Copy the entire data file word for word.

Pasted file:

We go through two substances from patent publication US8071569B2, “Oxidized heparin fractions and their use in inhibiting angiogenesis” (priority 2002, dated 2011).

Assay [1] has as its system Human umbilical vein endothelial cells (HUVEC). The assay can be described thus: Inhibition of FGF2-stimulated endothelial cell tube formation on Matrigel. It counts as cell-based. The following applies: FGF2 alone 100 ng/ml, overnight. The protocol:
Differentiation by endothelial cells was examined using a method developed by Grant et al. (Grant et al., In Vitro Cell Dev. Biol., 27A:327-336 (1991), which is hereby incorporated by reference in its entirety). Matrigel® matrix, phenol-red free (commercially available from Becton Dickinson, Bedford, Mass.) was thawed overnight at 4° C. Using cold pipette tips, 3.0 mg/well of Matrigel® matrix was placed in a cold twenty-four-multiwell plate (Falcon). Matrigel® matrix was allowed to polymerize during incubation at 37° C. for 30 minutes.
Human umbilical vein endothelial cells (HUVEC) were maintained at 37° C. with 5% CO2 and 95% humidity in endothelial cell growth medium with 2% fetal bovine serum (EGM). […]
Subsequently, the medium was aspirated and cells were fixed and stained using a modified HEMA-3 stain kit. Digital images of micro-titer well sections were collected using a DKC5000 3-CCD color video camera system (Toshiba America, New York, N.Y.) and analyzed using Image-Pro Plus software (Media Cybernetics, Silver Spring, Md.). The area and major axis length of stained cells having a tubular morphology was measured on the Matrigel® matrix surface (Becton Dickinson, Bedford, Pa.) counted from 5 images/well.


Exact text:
We go through two substances from patent publication US8071569B2, “Oxidized heparin fractions and their use in inhibiting angiogenesis” (priority 2002, dated 2011).

Assay [1] has as its system Human umbilical vein endothelial cells (HUVEC). The assay can be described thus: Inhibition of FGF2-stimulated endothelial cell tube formation on Matrigel. It counts as cell-based. The following applies: FGF2 alone 100 ng/ml, overnight. The protocol:
Differentiation by endothelial cells was examined using a method developed by Grant et al. (Grant et al., In Vitro Cell Dev. Biol., 27A:327-336 (1991), which is hereby incorporated by reference in its entirety). Matrigel® matrix, phenol-red free (commercially available from Becton Dickinson, Bedford, Mass.) was thawed overnight at 4° C. Using cold pipette tips, 3.0 mg/well of Matrigel® matrix was placed in a cold twenty-four-multiwell plate (Falcon). Matrigel® matrix was allowed to polymerize during incubation at 37° C. for 30 minutes.
Human umbilical vein endothelial cells (HUVEC) were maintained at 37° C. with 5% CO2 and 95% humidity in endothelial cell growth medium with 2% fetal bovine serum (EGM). […]
Subsequently, the medium was aspirated and cells were fixed and stained using a modified HEMA-3 stain kit. Digital images of micro-titer well sections were collected using a DKC5000 3-CCD color video camera system (Toshiba America, New York, N.Y.) and analyzed using Image-Pro Plus software (Media Cybernetics, Silver Spring, Md.). The area and major axis length of stained cells having a tubular morphology was measured on the Matrigel® matrix surface (Becton Dickinson, Bedford, Pa.) counted from 5 images/well.